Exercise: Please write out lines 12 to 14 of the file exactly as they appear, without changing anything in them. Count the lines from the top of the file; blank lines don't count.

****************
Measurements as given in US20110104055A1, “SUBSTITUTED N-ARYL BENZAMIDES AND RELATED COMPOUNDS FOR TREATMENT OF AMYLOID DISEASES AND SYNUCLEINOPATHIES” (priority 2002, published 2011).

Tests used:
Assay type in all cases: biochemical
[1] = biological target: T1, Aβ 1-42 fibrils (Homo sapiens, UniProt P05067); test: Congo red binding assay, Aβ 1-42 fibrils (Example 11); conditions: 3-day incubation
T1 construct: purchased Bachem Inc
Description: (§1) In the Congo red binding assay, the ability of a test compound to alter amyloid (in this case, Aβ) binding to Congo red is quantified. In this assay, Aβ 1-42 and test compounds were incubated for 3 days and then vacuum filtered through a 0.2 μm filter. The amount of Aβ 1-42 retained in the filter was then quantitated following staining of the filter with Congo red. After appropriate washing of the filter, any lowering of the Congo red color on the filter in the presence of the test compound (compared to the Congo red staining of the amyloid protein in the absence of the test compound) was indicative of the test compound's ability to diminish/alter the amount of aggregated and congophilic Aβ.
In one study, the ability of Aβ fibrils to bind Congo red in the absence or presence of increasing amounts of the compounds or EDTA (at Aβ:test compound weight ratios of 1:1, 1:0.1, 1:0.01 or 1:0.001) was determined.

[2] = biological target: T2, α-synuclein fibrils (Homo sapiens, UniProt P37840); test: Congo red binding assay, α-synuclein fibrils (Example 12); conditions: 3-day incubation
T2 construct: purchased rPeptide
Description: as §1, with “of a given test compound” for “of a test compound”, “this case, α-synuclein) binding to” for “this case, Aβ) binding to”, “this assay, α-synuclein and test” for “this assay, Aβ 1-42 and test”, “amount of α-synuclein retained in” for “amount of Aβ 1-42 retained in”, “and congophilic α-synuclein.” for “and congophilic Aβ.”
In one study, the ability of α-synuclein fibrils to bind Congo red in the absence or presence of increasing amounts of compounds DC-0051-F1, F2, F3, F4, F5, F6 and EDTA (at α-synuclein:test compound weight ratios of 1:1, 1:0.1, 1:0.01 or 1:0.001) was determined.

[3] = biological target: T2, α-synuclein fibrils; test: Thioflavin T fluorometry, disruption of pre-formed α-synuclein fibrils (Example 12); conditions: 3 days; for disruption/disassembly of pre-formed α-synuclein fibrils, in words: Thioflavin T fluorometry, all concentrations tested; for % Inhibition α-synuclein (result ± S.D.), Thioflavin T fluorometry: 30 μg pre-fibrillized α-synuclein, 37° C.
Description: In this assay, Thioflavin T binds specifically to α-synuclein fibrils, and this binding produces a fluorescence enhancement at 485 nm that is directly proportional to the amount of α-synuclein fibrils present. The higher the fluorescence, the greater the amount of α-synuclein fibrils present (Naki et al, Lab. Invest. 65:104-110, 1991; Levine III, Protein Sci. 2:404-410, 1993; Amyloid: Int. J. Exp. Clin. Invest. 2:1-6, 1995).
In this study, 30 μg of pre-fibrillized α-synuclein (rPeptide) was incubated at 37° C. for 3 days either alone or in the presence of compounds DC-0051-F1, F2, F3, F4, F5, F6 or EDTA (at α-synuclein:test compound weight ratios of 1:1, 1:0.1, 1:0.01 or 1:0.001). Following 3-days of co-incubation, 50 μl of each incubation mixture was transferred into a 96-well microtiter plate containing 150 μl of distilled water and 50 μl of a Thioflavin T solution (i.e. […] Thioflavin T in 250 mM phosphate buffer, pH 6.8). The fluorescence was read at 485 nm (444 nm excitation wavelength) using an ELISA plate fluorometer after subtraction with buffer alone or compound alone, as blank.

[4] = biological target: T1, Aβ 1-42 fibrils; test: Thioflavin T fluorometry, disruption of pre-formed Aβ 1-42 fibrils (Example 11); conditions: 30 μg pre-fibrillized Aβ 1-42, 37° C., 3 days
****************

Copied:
[3] = biological target: T2, α-synuclein fibrils; test: Thioflavin T fluorometry, disruption of pre-formed α-synuclein fibrils (Example 12); conditions: 3 days; for disruption/disassembly of pre-formed α-synuclein fibrils, in words: Thioflavin T fluorometry, all concentrations tested; for % Inhibition α-synuclein (result ± S.D.), Thioflavin T fluorometry: 30 μg pre-fibrillized α-synuclein, 37° C.
Description: In this assay, Thioflavin T binds specifically to α-synuclein fibrils, and this binding produces a fluorescence enhancement at 485 nm that is directly proportional to the amount of α-synuclein fibrils present. The higher the fluorescence, the greater the amount of α-synuclein fibrils present (Naki et al, Lab. Invest. 65:104-110, 1991; Levine III, Protein Sci. 2:404-410, 1993; Amyloid: Int. J. Exp. Clin. Invest. 2:1-6, 1995).
In this study, 30 μg of pre-fibrillized α-synuclein (rPeptide) was incubated at 37° C. for 3 days either alone or in the presence of compounds DC-0051-F1, F2, F3, F4, F5, F6 or EDTA (at α-synuclein:test compound weight ratios of 1:1, 1:0.1, 1:0.01 or 1:0.001). Following 3-days of co-incubation, 50 μl of each incubation mixture was transferred into a 96-well microtiter plate containing 150 μl of distilled water and 50 μl of a Thioflavin T solution (i.e. […] Thioflavin T in 250 mM phosphate buffer, pH 6.8). The fluorescence was read at 485 nm (444 nm excitation wavelength) using an ELISA plate fluorometer after subtraction with buffer alone or compound alone, as blank.